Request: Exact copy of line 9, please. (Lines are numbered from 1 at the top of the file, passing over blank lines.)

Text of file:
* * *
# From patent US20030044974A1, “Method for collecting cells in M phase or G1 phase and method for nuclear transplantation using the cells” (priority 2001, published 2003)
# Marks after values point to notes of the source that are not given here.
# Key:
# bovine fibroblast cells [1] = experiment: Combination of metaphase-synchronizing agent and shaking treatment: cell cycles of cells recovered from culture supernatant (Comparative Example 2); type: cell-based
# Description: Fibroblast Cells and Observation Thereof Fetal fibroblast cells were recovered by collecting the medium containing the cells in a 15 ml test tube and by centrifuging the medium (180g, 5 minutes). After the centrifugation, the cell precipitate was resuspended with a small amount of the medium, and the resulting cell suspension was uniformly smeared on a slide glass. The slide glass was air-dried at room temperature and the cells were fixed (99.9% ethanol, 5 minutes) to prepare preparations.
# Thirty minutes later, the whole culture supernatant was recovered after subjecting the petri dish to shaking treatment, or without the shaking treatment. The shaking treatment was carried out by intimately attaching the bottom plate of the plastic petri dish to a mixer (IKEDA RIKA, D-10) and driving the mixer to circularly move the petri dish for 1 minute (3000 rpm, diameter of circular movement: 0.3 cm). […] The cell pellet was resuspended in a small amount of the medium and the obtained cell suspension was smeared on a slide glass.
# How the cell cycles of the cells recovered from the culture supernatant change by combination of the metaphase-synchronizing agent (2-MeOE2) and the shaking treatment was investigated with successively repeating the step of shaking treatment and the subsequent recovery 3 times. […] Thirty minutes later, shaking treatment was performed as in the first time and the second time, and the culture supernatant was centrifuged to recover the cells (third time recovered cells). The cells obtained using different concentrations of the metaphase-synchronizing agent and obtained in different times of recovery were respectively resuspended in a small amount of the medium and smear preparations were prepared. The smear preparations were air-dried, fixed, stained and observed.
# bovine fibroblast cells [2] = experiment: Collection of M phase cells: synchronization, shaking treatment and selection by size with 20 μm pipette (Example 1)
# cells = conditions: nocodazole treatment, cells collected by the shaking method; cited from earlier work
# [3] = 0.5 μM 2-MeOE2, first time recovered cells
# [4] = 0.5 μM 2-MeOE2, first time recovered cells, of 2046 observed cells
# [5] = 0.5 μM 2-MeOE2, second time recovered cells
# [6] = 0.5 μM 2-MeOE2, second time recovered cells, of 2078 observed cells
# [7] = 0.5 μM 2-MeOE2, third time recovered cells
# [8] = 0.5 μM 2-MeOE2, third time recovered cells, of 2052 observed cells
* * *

# cells = conditions: nocodazole treatment, cells collected by the shaking method; cited from earlier work